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Third Sunday of Lent, March 24, 2019
Mar27

Third Sunday of Lent, March 24, 2019

Please reach out to friends who may have an interest in the Catholic faith, Lent is a great time to share the Faith and to evangelize. RCIA What are the steps of RCIA? Prior to beginning the RCIA process, an individual comes to some knowledge of Jesus Christ, considers his or her relationship with Jesus Christ and is usually attracted in some way to the Catholic Church. This period is known as the Period of Evangelization and Pre-catechumenate which we also call the period of Inquiry. For some, this process involves a long period of searching; for others, a shorter time. Often, contact with people of faith and a personal faith experience lead people to inquire about the Catholic Church. After a conversation with a priest, or RCIA director, the person, known as an “inquirer,” may seek acceptance into the Order of Catechumens, through the Rite of Acceptance. During this Rite, the inquirer stands amidst the parish community and states that he or she wants to become a baptized member of the Catholic Church. The parish assembly affirms this desire and the inquirer becomes a Catechumen. The Period of the Catechumenate can last for as long as several years or for a shorter time. It depends on how the person is growing in faith, what questions they encounter along the way, and how God leads them on this journey. During this time, the Catechumens consider what God is saying to them in the Scriptures, what changes in their life they need to make to respond to God’s inspiration, and what Baptism in the Catholic Church means. When a Catechumen and the priest and the parish team working with him or her believes the person is ready to make a faith commitment to Jesus in the Catholic Church, the next step is the request for baptism and the celebration of the Rite of Election. Even before the Catechumens are baptized, they have a special relationship to the Church. The Rite of Election includes the enrollment of names of all the Catechumens seeking baptism at the coming Easter Vigil. Typically, on the first Sunday of Lent, the Catechumens, their sponsors and families gather at the cathedral church. The Catechumens publicly express their desire for baptism to the diocesan bishop. Their names are recorded in a book and they are called the Elect. The days of Lent are the final Period of Purification and Enlightenment leading up to the Easter Vigil. Lent is a period of preparation marked by prayer, study, and spiritual direction for the Elect, and prayers for them by the parish communities. The Celebration of the Sacraments of Initiation takes place during the Easter Vigil Liturgy on Holy Saturday when the Elect receives the sacraments of...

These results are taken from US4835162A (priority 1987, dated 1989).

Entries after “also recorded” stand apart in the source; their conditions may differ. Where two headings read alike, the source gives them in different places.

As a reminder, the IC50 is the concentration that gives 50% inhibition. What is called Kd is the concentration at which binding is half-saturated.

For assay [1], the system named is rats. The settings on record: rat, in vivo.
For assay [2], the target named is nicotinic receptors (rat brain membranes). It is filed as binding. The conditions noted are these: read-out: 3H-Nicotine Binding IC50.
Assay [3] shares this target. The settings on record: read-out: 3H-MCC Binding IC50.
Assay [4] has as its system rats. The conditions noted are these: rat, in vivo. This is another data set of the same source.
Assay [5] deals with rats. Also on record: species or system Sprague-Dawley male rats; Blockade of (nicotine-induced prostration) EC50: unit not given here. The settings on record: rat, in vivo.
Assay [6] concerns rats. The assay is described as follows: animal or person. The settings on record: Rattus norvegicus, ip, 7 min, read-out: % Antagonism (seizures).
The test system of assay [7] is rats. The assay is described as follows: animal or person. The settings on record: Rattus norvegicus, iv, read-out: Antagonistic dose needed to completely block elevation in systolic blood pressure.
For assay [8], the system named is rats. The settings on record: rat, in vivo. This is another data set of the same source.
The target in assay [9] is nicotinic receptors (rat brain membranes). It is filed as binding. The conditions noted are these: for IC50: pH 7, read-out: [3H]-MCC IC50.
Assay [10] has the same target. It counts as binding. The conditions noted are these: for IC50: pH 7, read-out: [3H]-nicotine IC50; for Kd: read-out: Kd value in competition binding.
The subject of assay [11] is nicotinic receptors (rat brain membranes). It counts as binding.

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SUNDAY SCHOOL, THIRD SUNDAY OF LENT, CYCLE C
Mar27

SUNDAY SCHOOL, THIRD SUNDAY OF LENT, CYCLE C

Sunday School To View or Print the Sunday School page, click on the link below: Sunday School, Third Sunday of Lent, Cycle C...

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SUNDAY SCHOOL, FOURTH SUNDAY OF LENT, CYCLE C
Mar27

SUNDAY SCHOOL, FOURTH SUNDAY OF LENT, CYCLE C

Sunday School To View or Print the Sunday School page, click the link below: Sunday School, Fourth Sunday of Lent, Cycle C

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Sunday School, Second Sunday in Lent, Cycle C
Mar20

Sunday School, Second Sunday in Lent, Cycle C

Sunday School To view or print the Sunday School page, click the link below: Sunday School, Second Sunday of Lent, Cycle C...